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Thoughts on Gödel (Part 2)


Thoughts on Gödel (Part 1): no preferred direction of rotation
John Wheeler Scientist
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We found that Gödel had himself taken down the great Hubble atlas of the galaxies and on each galaxy he'd put a pencil to indicate its direction, and he made a measurement of the angle and he made a statistics of these numbers, and concluded there is no preferred direction of rotation, so that our universe does not match up with his model of a rotating universe, and therefore our universe is not a universe which will give closed time-like lines where you could live your history over and over again. But about a year later I was in my office, rather in the office of my colleague James Peebles, talking cosmology, when the door opened and a student came in and he put something down on the table in front of us, and said "Professor Peebles, here it is." So I said "What is it?" "It's my thesis." "What's it about?" "It's whether there's any preferred sense of rotation of the galaxies." "Oh," I said, "Gödel will be so interested in that." "Gödel? Who's Gödel?" "Well," I said, "if you call him the greatest logician since Aristotle you're downgrading him compared to his true measure." "Are you kidding?" "No." "Where does he live? What country?" "He lives right here in Princeton." So I picked up the phone and called him up and I told him about the work, and pretty soon I got to the point where I couldn't answer his questions and I turned it over to the student, and finally it got to the point where the student couldn't answer and he turned it over to his professor, Peebles, and when Peebles finally hung up he said "My, I wish we'd talked to Gödel before we did the work." But it was about a year after that, that I was at a little cocktail party at the place of Oskar Morgenstern, and there was Gödel and half a dozen others.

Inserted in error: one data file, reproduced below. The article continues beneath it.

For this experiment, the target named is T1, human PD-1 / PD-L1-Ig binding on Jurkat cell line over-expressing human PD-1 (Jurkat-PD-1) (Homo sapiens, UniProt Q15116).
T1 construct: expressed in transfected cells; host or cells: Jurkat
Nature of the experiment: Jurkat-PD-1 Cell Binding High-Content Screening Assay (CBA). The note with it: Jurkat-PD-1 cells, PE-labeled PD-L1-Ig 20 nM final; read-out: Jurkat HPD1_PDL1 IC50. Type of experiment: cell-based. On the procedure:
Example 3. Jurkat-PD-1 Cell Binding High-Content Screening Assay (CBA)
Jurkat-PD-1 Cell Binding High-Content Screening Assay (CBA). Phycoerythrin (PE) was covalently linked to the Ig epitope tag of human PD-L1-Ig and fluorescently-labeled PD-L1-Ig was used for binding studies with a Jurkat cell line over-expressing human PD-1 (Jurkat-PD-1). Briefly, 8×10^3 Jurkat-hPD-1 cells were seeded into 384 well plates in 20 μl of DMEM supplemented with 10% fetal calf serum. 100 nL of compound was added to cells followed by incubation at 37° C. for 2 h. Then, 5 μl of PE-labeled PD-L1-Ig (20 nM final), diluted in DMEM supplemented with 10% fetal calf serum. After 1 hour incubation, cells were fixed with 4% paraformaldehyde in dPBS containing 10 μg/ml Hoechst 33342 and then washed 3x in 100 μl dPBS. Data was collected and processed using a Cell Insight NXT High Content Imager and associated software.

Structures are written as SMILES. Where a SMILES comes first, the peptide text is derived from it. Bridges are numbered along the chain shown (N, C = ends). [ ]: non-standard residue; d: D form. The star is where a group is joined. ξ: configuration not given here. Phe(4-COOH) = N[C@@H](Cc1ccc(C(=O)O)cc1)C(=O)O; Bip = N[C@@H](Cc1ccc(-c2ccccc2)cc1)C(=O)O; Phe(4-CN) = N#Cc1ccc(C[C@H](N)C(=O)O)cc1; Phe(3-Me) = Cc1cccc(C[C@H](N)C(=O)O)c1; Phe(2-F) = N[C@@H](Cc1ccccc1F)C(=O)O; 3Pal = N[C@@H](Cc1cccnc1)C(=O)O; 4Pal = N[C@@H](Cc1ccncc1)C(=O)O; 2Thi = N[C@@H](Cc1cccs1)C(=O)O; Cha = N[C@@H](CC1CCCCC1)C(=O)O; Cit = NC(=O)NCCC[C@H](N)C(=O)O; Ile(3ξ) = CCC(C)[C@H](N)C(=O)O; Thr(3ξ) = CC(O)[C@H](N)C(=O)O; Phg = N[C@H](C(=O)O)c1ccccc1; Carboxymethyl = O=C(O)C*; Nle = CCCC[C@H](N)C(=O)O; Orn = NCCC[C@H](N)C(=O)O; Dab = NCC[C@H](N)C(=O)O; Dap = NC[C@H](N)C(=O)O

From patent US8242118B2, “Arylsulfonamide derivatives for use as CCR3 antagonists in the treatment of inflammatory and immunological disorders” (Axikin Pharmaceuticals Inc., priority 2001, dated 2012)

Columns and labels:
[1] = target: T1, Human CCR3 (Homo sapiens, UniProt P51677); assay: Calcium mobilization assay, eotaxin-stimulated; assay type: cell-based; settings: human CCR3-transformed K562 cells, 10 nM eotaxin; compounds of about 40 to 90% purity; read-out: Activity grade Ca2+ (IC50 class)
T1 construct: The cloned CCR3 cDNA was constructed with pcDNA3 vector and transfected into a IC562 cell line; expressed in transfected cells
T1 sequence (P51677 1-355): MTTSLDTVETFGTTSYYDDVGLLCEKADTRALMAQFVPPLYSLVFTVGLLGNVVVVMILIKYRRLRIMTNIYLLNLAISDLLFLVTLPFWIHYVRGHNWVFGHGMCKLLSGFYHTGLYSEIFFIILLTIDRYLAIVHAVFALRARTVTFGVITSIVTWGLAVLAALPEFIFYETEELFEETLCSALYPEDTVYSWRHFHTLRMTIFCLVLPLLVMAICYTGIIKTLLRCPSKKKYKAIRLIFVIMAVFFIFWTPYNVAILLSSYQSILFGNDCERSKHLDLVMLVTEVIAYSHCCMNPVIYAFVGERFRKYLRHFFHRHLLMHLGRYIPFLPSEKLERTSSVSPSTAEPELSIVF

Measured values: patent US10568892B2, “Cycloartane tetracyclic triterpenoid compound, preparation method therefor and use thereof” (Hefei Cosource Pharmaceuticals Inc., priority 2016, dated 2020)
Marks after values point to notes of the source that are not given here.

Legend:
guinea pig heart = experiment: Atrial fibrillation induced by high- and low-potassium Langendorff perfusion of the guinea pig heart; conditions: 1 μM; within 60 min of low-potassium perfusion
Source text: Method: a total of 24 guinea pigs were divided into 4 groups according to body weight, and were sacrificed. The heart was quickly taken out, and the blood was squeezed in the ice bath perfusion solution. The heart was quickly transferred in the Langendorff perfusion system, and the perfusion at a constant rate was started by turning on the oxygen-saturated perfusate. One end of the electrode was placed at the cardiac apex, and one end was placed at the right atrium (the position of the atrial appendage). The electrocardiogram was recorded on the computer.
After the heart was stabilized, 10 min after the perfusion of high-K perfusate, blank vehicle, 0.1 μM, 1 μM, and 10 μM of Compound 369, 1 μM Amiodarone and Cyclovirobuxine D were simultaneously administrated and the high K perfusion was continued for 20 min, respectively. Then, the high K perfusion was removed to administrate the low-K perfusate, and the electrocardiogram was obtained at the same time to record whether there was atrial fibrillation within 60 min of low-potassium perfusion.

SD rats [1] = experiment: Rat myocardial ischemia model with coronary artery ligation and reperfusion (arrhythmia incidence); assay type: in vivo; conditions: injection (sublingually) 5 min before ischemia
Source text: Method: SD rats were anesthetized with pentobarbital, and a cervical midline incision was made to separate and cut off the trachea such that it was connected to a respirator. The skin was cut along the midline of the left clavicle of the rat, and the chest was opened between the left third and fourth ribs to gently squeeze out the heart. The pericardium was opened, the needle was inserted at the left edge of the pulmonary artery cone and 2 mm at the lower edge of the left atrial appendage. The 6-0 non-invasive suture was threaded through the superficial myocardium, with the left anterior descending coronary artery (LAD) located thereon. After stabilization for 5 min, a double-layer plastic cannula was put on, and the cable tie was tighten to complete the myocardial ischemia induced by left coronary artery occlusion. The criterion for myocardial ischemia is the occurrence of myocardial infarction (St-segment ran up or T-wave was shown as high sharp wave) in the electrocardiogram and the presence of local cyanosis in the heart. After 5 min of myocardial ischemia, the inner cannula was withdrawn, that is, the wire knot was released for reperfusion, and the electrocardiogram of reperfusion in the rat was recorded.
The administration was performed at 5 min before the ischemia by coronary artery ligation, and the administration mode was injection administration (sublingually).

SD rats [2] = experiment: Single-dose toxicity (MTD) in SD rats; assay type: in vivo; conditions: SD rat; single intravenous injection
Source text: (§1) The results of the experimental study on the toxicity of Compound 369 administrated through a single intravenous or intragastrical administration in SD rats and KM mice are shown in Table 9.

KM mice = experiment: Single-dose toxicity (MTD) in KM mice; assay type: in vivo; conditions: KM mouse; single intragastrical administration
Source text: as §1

John Wheeler, one of the world's most influential physicists, is best known for coining the term 'black holes', for his seminal contributions to the theories of quantum gravity and nuclear fission, as well as for his mind-stretching theories and writings on time, space and gravity.

Listeners: Ken Ford

Ken Ford took his Ph.D. at Princeton in 1953 and worked with Wheeler on a number of research projects, including research for the Hydrogen bomb. He was Professor of Physics at the University of California and Director of the American Institute of Physicists. He collaborated with John Wheeler in the writing of Wheeler's autobiography, 'Geons, Black Holes and Quantum Foam: A Life in Physics' (1998).

Duration: 2 minutes, 29 seconds

Date story recorded: December 1996

Date story went live: 24 January 2008